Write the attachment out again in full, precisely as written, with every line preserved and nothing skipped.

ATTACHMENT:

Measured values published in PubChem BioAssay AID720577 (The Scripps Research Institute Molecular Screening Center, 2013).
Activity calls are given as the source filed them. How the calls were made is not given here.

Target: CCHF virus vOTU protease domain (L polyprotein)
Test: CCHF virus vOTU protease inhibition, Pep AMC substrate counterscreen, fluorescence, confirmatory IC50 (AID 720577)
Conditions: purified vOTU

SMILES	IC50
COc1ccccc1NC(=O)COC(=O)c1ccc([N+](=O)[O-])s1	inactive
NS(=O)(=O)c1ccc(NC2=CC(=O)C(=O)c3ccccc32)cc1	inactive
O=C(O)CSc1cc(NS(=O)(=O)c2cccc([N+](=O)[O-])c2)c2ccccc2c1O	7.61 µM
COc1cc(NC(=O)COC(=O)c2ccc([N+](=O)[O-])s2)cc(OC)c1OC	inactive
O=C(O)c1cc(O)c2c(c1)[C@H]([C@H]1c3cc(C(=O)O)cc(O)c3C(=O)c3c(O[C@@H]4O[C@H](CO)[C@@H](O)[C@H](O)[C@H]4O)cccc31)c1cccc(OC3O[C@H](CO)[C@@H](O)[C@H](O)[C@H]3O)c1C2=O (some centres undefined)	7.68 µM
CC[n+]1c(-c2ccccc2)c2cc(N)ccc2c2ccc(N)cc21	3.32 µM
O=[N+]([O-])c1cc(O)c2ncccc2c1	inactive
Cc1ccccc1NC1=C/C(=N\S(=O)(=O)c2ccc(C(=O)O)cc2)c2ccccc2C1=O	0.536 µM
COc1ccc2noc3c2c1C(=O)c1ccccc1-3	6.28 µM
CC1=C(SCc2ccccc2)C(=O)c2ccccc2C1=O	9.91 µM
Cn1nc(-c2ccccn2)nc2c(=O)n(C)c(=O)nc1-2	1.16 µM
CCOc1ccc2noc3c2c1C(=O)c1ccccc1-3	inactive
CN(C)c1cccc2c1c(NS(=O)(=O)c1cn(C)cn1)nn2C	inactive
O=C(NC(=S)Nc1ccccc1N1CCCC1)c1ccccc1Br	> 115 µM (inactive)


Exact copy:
Measured values published in PubChem BioAssay AID720577 (The Scripps Research Institute Molecular Screening Center, 2013).
Activity calls are given as the source filed them. How the calls were made is not given here.

Target: CCHF virus vOTU protease domain (L polyprotein)
Test: CCHF virus vOTU protease inhibition, Pep AMC substrate counterscreen, fluorescence, confirmatory IC50 (AID 720577)
Conditions: purified vOTU

SMILES	IC50
COc1ccccc1NC(=O)COC(=O)c1ccc([N+](=O)[O-])s1	inactive
NS(=O)(=O)c1ccc(NC2=CC(=O)C(=O)c3ccccc32)cc1	inactive
O=C(O)CSc1cc(NS(=O)(=O)c2cccc([N+](=O)[O-])c2)c2ccccc2c1O	7.61 µM
COc1cc(NC(=O)COC(=O)c2ccc([N+](=O)[O-])s2)cc(OC)c1OC	inactive
O=C(O)c1cc(O)c2c(c1)[C@H]([C@H]1c3cc(C(=O)O)cc(O)c3C(=O)c3c(O[C@@H]4O[C@H](CO)[C@@H](O)[C@H](O)[C@H]4O)cccc31)c1cccc(OC3O[C@H](CO)[C@@H](O)[C@H](O)[C@H]3O)c1C2=O (some centres undefined)	7.68 µM
CC[n+]1c(-c2ccccc2)c2cc(N)ccc2c2ccc(N)cc21	3.32 µM
O=[N+]([O-])c1cc(O)c2ncccc2c1	inactive
Cc1ccccc1NC1=C/C(=N\S(=O)(=O)c2ccc(C(=O)O)cc2)c2ccccc2C1=O	0.536 µM
COc1ccc2noc3c2c1C(=O)c1ccccc1-3	6.28 µM
CC1=C(SCc2ccccc2)C(=O)c2ccccc2C1=O	9.91 µM
Cn1nc(-c2ccccn2)nc2c(=O)n(C)c(=O)nc1-2	1.16 µM
CCOc1ccc2noc3c2c1C(=O)c1ccccc1-3	inactive
CN(C)c1cccc2c1c(NS(=O)(=O)c1cn(C)cn1)nn2C	inactive
O=C(NC(=S)Nc1ccccc1N1CCCC1)c1ccccc1Br	> 115 µM (inactive)